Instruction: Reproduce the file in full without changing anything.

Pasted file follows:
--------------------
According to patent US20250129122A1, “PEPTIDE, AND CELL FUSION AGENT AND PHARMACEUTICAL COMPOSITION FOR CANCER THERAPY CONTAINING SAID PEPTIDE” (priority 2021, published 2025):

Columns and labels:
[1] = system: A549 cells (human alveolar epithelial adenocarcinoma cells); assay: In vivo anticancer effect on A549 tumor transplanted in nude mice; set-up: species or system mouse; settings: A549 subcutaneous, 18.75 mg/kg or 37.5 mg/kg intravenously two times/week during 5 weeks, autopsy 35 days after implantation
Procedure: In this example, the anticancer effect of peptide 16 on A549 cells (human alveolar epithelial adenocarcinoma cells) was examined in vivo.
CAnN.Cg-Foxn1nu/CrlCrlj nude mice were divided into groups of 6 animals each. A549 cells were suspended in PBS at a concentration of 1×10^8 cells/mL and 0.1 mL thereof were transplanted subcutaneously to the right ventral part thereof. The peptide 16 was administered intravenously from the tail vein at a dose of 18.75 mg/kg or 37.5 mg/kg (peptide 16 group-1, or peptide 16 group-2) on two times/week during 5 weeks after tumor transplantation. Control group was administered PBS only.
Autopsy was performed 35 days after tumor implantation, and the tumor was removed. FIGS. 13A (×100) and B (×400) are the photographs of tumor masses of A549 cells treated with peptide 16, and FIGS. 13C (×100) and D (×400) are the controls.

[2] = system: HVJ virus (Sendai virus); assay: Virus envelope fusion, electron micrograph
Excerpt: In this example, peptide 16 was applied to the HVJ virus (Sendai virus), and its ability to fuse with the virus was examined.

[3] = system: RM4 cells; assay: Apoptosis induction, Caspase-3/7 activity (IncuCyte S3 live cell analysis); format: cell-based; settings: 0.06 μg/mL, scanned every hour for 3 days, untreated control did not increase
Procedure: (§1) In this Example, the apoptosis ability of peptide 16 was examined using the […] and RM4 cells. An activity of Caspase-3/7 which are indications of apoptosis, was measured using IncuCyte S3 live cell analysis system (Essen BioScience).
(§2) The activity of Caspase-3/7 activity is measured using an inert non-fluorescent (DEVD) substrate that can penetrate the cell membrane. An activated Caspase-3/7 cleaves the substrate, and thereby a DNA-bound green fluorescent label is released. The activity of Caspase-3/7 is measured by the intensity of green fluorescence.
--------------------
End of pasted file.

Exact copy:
According to patent US20250129122A1, “PEPTIDE, AND CELL FUSION AGENT AND PHARMACEUTICAL COMPOSITION FOR CANCER THERAPY CONTAINING SAID PEPTIDE” (priority 2021, published 2025):

Columns and labels:
[1] = system: A549 cells (human alveolar epithelial adenocarcinoma cells); assay: In vivo anticancer effect on A549 tumor transplanted in nude mice; set-up: species or system mouse; settings: A549 subcutaneous, 18.75 mg/kg or 37.5 mg/kg intravenously two times/week during 5 weeks, autopsy 35 days after implantation
Procedure: In this example, the anticancer effect of peptide 16 on A549 cells (human alveolar epithelial adenocarcinoma cells) was examined in vivo.
CAnN.Cg-Foxn1nu/CrlCrlj nude mice were divided into groups of 6 animals each. A549 cells were suspended in PBS at a concentration of 1×10^8 cells/mL and 0.1 mL thereof were transplanted subcutaneously to the right ventral part thereof. The peptide 16 was administered intravenously from the tail vein at a dose of 18.75 mg/kg or 37.5 mg/kg (peptide 16 group-1, or peptide 16 group-2) on two times/week during 5 weeks after tumor transplantation. Control group was administered PBS only.
Autopsy was performed 35 days after tumor implantation, and the tumor was removed. FIGS. 13A (×100) and B (×400) are the photographs of tumor masses of A549 cells treated with peptide 16, and FIGS. 13C (×100) and D (×400) are the controls.

[2] = system: HVJ virus (Sendai virus); assay: Virus envelope fusion, electron micrograph
Excerpt: In this example, peptide 16 was applied to the HVJ virus (Sendai virus), and its ability to fuse with the virus was examined.

[3] = system: RM4 cells; assay: Apoptosis induction, Caspase-3/7 activity (IncuCyte S3 live cell analysis); format: cell-based; settings: 0.06 μg/mL, scanned every hour for 3 days, untreated control did not increase
Procedure: (§1) In this Example, the apoptosis ability of peptide 16 was examined using the […] and RM4 cells. An activity of Caspase-3/7 which are indications of apoptosis, was measured using IncuCyte S3 live cell analysis system (Essen BioScience).
(§2) The activity of Caspase-3/7 activity is measured using an inert non-fluorescent (DEVD) substrate that can penetrate the cell membrane. An activated Caspase-3/7 cleaves the substrate, and thereby a DNA-bound green fluorescent label is released. The activity of Caspase-3/7 is measured by the intensity of green fluorescence.